Rising workplace fatalities must be met with standards, safety systems

The American Society of Safety Professionals (ASSP), the world’s oldest professional safety organization, is urging employers to be more active in adopting voluntary national consensus standards and implementing safety and health management systems in response to newly released fatality data from the U.S. Bureau of Labor Statistics (BLS). The BLS reported that 5,333 fatal work injuries occurred in 2019, a 2 percent increase from the previous year’s total of 5,250 and the most on-the-job deaths since 2007. It is the fifth time in the past six years that fatal occupational injuries increased.

“With many safety advancements being readily available to employers nationwide, it’s troubling that we’re continuing to see higher numbers of worker fatalities,” said ASSP President Deborah Roy, M.P.H., RN, COHN-S, CSP, CIT, FASSP, FAAOHN. “Most occupational incidents are preventable given today’s technologies and proven safety and health strategies.”

Voluntary consensus standards promote best practices and prevent worker injuries, illnesses and fatalities – especially valuable during this time of low activity in regulatory development at the federal level. ASSP is the secretariat for many standards committees in the United States and worldwide, forming expert groups and ensuring standards are developed and revised in accordance with requirements from the American National Standards Institute (ANSI) and International Organization for Standardization (ISO).

While regulatory entities like the Occupational Safety and Health Administration (OSHA) set workplace safety standards mandated by law, voluntary consensus standards provide guidelines that safety-minded organizations choose to implement because of their merit. Consensus standards reflect diverse viewpoints and represent state-of-the-art practices and technologies while addressing gaps where no regulatory standard exists in today’s rapidly changing environment.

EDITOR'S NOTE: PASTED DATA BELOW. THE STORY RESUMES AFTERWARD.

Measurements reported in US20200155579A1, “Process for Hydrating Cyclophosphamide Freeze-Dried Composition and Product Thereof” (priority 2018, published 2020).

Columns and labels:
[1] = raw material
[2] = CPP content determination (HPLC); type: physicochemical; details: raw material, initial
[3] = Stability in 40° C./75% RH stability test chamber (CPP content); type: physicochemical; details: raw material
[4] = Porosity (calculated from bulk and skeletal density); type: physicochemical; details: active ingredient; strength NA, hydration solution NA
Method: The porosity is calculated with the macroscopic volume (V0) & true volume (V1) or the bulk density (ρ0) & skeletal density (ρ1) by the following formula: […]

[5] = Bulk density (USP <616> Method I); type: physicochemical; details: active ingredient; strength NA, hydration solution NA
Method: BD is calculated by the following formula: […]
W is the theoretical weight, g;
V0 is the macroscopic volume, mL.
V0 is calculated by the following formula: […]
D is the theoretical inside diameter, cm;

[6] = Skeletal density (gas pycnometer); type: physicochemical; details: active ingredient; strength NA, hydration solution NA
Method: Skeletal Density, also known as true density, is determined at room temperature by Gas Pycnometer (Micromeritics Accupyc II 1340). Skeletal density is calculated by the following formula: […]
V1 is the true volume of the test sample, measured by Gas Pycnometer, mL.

“Voluntary national consensus standards can transform safety programs from compliance-based cost centers to corporate sustainability initiatives that save lives and positively impact the organization’s bottom line,” Roy said.

ASSP believes organizations should anchor their efforts to improve workplace safety in safety and health management systems such as ANSI/ASSP Z10.0-2019. Z10 is a blueprint for any company to develop and administer a safety and health management system. It establishes a safe operational foundation by ensuring that critical processes are integrated. Customized elements are based on the organization’s characteristics such as hazard exposures, risk levels, industry type and business processes.

The BLS fatality data comes on the heels of the department’s annual injuries and illnesses report from November that showed a stagnation of nonfatal workplace injuries and illnesses in 2019. It was the second consecutive year that the incidence rate did not decrease.

“Strong workplace cultures that bring together management and employees while including safety and health climates must become a priority for all companies and organizations,” Roy said. “ASSP will continue to push for better protection of workers to ensure that everyone returns home safe to their families every day.”